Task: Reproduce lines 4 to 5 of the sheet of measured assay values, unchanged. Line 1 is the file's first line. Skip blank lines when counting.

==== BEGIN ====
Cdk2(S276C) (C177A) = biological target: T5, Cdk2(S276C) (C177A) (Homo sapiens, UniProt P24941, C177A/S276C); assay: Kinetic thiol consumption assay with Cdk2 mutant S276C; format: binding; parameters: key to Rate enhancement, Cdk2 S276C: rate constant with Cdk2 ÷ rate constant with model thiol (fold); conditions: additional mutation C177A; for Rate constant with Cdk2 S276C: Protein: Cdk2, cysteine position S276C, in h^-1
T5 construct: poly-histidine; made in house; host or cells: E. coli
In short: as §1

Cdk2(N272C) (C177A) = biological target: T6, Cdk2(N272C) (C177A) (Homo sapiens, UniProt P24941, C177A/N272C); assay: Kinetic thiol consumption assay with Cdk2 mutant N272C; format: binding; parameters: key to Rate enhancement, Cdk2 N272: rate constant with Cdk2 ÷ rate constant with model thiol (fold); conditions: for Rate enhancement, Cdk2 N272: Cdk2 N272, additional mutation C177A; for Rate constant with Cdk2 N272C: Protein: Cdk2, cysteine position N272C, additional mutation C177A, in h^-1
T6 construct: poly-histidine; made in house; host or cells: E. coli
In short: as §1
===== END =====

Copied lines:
Cdk2(N272C) (C177A) = biological target: T6, Cdk2(N272C) (C177A) (Homo sapiens, UniProt P24941, C177A/N272C); assay: Kinetic thiol consumption assay with Cdk2 mutant N272C; format: binding; parameters: key to Rate enhancement, Cdk2 N272: rate constant with Cdk2 ÷ rate constant with model thiol (fold); conditions: for Rate enhancement, Cdk2 N272: Cdk2 N272, additional mutation C177A; for Rate constant with Cdk2 N272C: Protein: Cdk2, cysteine position N272C, additional mutation C177A, in h^-1
T6 construct: poly-histidine; made in house; host or cells: E. coli